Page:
First Aid Training for Saint Paul’s Pupils < < BACK

For the first time ever, every pupil at Saint Paul’s has undergone first aid training, an important and extremely valuable life skill.

The school believes that the pupils need a good understanding of First Aid in case of an emergency. When someone is having a heart attack, has serious bleeding, choking, is unconscious or in cardiac arrest, knowing what to do to help keep them alive until professional help arrives can give their chances of survival a significant boost.

The initial training was provided by the Red Cross who came into school to train eight members of staff, the staff then delivered this training to each year group during their PHSE (Personal, Social, Health and Economic) lessons. The training included managing an incident safely, calling 999, putting an unconscious breathing casualty in the recovery position performing CPR on a non-breathing casualty how to treat a heavy bleed.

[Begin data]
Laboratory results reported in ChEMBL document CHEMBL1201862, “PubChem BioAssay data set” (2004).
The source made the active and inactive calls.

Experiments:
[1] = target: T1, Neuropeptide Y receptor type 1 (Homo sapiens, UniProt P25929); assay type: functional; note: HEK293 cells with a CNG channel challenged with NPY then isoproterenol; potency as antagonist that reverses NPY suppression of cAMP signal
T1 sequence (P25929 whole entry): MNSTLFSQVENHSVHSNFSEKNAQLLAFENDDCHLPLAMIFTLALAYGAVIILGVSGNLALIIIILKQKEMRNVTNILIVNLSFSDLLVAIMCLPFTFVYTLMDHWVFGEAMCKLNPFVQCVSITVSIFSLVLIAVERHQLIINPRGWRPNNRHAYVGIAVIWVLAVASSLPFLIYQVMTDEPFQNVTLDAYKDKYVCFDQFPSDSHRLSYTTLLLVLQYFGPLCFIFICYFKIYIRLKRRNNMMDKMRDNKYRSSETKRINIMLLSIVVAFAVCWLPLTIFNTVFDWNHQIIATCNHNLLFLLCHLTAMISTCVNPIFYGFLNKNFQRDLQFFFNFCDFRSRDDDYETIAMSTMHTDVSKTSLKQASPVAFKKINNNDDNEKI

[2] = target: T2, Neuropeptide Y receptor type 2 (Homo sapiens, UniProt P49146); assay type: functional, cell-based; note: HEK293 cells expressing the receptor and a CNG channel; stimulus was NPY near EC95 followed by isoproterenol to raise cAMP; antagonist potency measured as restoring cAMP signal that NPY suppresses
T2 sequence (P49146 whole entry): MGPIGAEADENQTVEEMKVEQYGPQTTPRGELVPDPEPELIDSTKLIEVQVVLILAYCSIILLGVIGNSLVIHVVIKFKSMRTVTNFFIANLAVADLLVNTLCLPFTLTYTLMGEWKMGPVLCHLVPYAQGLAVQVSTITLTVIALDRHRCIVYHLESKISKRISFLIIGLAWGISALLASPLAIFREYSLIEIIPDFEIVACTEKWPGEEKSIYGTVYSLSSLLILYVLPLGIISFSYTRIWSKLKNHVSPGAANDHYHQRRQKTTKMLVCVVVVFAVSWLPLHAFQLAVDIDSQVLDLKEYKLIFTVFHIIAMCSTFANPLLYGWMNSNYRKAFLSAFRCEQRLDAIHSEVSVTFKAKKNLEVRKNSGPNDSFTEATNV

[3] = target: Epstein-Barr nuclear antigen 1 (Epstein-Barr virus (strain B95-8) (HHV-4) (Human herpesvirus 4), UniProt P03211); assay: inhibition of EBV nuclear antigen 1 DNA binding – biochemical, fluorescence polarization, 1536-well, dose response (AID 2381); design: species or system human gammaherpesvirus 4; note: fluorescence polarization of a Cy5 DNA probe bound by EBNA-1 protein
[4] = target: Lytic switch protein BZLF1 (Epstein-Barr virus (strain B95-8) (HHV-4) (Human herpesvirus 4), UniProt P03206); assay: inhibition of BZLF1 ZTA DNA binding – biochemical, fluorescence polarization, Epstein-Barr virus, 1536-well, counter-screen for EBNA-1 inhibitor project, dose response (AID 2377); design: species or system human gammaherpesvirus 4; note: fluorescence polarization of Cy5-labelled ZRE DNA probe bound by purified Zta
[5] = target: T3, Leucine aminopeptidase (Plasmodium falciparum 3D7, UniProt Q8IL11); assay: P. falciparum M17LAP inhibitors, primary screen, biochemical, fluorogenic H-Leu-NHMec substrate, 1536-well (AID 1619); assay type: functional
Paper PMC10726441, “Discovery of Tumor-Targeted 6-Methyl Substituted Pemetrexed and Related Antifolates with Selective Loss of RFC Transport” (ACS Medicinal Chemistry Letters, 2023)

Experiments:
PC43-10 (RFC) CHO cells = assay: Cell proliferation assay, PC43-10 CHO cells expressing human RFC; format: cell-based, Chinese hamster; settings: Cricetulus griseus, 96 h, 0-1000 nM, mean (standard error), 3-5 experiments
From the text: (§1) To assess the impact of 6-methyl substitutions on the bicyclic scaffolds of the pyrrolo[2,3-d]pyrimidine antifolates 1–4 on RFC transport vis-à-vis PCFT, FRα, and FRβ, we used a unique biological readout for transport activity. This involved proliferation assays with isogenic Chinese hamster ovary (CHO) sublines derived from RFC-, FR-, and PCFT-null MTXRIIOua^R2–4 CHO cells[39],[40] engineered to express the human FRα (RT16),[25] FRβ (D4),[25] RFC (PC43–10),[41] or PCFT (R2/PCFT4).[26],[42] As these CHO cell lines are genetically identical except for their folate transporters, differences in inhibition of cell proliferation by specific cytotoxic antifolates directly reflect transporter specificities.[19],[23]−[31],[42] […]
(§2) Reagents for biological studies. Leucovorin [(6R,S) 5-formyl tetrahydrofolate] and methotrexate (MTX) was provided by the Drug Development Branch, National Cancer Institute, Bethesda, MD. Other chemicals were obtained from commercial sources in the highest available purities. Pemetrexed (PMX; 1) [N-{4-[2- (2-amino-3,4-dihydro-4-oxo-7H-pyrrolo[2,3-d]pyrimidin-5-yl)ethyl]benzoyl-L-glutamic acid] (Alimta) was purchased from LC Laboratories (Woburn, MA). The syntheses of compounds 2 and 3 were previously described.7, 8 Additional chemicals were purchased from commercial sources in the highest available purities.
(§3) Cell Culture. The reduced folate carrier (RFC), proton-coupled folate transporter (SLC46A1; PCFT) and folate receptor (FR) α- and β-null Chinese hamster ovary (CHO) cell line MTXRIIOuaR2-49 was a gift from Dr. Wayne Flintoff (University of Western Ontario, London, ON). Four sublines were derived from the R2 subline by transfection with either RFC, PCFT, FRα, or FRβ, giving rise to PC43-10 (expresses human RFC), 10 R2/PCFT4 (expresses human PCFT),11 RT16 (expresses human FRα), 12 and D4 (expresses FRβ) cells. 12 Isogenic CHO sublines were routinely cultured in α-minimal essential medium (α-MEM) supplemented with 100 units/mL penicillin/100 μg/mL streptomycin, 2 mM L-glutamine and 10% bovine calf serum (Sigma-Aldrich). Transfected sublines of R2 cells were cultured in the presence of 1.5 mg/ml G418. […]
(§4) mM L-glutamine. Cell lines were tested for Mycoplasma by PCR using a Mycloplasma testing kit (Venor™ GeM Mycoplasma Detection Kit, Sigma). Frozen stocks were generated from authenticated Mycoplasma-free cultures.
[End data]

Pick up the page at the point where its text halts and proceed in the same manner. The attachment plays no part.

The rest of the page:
“These are extremely valuable and important skills, equipping our pupils with the knowledge which could be the difference between life and death,” explained Mrs Ursula Gallagher from Saint Paul’s. “Also, we believe that learning first aid helps pupils to build self-confidence, social interaction and self-esteem in addition to team work and communication skills.”

“The Red Cross training was pitched just right for our pupils, so that they learnt the theory in a fun and interactive way and had lots of practical hands-on training,” added Mrs Angie Holland from Saint Paul’s. “The pupils were asked to rate their knowledge of First Aid at the beginning of the training, most put 1 or 2 (no knowledge whatsoever), after the training they rated again and most put 8 to 10 (confident to perform CPR and put a casualty in the recovery position).”

Comments from the pupils included:

“I put a score of 9 at the end because I would be able to do the pushover and CPR and I couldn’t do them before.”

“I am confident that I would know what to do in one of these emergency situations.”

Miss Tina Wilkinson, Deputy Headteacher, said: “Every year, too many people die in situations where first aid could have given them a chance to live. We are aiming to equip our entire school with the confidence and ability to save a life.”

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